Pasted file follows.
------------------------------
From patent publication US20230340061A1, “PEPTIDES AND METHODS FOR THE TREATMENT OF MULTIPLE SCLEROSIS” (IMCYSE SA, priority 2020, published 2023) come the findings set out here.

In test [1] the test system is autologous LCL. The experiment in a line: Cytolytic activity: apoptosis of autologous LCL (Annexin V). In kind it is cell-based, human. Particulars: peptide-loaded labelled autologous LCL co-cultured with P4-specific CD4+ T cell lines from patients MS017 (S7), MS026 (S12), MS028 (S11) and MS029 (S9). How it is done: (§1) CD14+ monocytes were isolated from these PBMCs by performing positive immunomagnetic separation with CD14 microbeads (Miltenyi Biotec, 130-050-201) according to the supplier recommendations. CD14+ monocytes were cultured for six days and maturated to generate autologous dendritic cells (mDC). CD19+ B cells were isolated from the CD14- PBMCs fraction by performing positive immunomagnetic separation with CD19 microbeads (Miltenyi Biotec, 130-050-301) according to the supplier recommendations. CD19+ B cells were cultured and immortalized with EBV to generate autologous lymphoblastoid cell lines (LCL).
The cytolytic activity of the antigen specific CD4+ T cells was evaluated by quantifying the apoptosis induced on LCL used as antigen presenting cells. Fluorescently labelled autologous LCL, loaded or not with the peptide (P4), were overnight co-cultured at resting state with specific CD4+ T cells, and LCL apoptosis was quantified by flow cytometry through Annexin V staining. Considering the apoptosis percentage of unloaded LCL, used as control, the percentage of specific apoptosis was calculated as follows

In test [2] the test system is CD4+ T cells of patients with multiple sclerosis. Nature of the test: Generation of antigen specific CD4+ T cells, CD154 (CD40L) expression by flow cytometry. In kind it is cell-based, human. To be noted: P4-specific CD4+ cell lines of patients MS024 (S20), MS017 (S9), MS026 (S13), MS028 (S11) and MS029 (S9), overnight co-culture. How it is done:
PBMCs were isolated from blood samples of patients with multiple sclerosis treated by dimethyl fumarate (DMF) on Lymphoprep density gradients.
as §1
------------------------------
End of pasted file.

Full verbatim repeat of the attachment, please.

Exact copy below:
From patent publication US20230340061A1, “PEPTIDES AND METHODS FOR THE TREATMENT OF MULTIPLE SCLEROSIS” (IMCYSE SA, priority 2020, published 2023) come the findings set out here.

In test [1] the test system is autologous LCL. The experiment in a line: Cytolytic activity: apoptosis of autologous LCL (Annexin V). In kind it is cell-based, human. Particulars: peptide-loaded labelled autologous LCL co-cultured with P4-specific CD4+ T cell lines from patients MS017 (S7), MS026 (S12), MS028 (S11) and MS029 (S9). How it is done: (§1) CD14+ monocytes were isolated from these PBMCs by performing positive immunomagnetic separation with CD14 microbeads (Miltenyi Biotec, 130-050-201) according to the supplier recommendations. CD14+ monocytes were cultured for six days and maturated to generate autologous dendritic cells (mDC). CD19+ B cells were isolated from the CD14- PBMCs fraction by performing positive immunomagnetic separation with CD19 microbeads (Miltenyi Biotec, 130-050-301) according to the supplier recommendations. CD19+ B cells were cultured and immortalized with EBV to generate autologous lymphoblastoid cell lines (LCL).
The cytolytic activity of the antigen specific CD4+ T cells was evaluated by quantifying the apoptosis induced on LCL used as antigen presenting cells. Fluorescently labelled autologous LCL, loaded or not with the peptide (P4), were overnight co-cultured at resting state with specific CD4+ T cells, and LCL apoptosis was quantified by flow cytometry through Annexin V staining. Considering the apoptosis percentage of unloaded LCL, used as control, the percentage of specific apoptosis was calculated as follows

In test [2] the test system is CD4+ T cells of patients with multiple sclerosis. Nature of the test: Generation of antigen specific CD4+ T cells, CD154 (CD40L) expression by flow cytometry. In kind it is cell-based, human. To be noted: P4-specific CD4+ cell lines of patients MS024 (S20), MS017 (S9), MS026 (S13), MS028 (S11) and MS029 (S9), overnight co-culture. How it is done:
PBMCs were isolated from blood samples of patients with multiple sclerosis treated by dimethyl fumarate (DMF) on Lymphoprep density gradients.
as §1